pope francis in iraq
March 8, 2021

Pope Francis concluded his four-day visit to Iraq on Monday, Iraqi President Barham Salih among those waving as the pope's plane took off from Baghdad en route to Rome. Francis, the first pope to visit Iraq and the first to meet with a grand ayatollah, ended his trip by urging Iraqi Christians brutalized by Islamic State militants to forgive and "not give up."

"You are not alone!" Pope Francis said Sunday in Qaraqosh, a Christian town in Iraq's northern Nineveh plains. "The entire church is close to you, with prayers and concrete charity. And in this region, so many people opened their doors to you in time of need." Before ISIS ravaged the Nineveh plains in 2014, Iraq had about 1.4 million Christians; now, there are about 300,000, Religion News Service reports.

The pope urged those Christians to remain, rebuild their lives, and use their influence to help create a country and region where people of different faiths can coexist peacefully. He also listened to the stories of ISIS survivors and ended the day with a mass in Erbil attended by 10,000 people in Iraq's Kurdish enclave.

Earlier in his papal visit, Francis convened an unprecedented interfaith meeting with Iraqi Muslim, Christian, Yazidi, and Mandaean leaders in the Plains of Ur, believed to be the birthplace of the biblical patriarch Abraham. He and influential, revered Shiite cleric Grand Ayatollah Ali al-Sistani later jointly promoted the rights of Iraq's Christian minority and peaceful coexistence. Peter Weber

March 7, 2021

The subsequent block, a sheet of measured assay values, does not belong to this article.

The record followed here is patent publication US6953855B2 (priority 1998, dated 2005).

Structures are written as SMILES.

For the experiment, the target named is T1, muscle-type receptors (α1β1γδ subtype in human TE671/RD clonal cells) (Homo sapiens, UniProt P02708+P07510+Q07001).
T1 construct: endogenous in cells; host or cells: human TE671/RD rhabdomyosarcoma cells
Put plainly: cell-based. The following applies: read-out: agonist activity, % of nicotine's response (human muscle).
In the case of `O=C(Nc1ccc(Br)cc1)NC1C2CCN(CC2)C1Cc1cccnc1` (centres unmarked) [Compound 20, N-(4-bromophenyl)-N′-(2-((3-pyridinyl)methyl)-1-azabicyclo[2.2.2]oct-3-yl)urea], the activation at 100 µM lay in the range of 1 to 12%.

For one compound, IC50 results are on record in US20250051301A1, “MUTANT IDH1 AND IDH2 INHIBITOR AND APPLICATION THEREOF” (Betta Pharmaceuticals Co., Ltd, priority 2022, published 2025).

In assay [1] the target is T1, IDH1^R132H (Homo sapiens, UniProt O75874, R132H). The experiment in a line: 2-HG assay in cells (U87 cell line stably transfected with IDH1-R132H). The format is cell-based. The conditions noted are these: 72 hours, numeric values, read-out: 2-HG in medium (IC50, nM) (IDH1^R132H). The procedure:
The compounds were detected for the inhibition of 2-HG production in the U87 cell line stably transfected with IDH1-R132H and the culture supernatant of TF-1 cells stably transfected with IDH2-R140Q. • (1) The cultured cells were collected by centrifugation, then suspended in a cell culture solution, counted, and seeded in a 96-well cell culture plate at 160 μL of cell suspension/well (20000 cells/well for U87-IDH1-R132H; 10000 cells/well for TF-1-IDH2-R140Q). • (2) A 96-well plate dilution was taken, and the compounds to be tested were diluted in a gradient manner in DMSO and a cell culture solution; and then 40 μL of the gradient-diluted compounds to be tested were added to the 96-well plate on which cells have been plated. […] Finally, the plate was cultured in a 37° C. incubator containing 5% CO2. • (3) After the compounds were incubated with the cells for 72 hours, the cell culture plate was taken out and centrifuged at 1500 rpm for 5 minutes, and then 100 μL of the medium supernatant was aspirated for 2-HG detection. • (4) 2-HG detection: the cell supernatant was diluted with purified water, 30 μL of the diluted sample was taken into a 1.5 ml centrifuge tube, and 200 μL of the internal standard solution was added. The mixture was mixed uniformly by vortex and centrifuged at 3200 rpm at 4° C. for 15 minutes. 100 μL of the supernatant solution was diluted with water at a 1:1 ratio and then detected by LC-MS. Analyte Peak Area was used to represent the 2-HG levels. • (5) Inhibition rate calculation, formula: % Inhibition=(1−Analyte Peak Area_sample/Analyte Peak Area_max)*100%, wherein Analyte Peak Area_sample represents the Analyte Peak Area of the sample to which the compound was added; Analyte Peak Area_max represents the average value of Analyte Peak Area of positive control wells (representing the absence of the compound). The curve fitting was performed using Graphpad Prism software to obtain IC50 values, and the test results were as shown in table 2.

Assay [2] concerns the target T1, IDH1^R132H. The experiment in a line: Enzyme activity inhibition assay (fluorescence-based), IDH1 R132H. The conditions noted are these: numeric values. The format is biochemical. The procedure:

Pope Francis on Sunday was greeted by thousands of Iraqi Christians as he toured parts of the country's northern region that were once held by the Islamic State, including Mosul, a major city The Associated Press notes was once considered the heart of the so-called caliphate.

"How cruel it is that this country, the cradle of civilization, should have been afflicted by so barbarous a blow, with ancient places of worship destroyed and many thousands of people — Muslims, Christians, Yazidis — who were cruelly annihilated by terrorism," Francis said in Mosul while surrounded by four hollowed-out churches nearly destroyed in the war to oust ISIS. "Today, however, we reaffirm our conviction that fraternity is more durable than fratricide, that hope is more powerful than hatred, that peace more powerful than war."

Francis urged Iraq's Christians, a dwindling minority population, to both "forgive" and not "give up" along the way to a "full recovery." He also emphasized the assistance Mosul's Muslims provided to returning Christians, and prayed for the Yazidis, an ethnic minority that was brutally targeted by ISIS.

In Qaraqosh, a formerly ISIS-occupied Christian-majority town, journalists captured the "jubilant" atmosphere ahead of Francis' arrival. He then led a prayer service in a newly-refurbished church that had been gutted by ISIS. Tim O'Donnell

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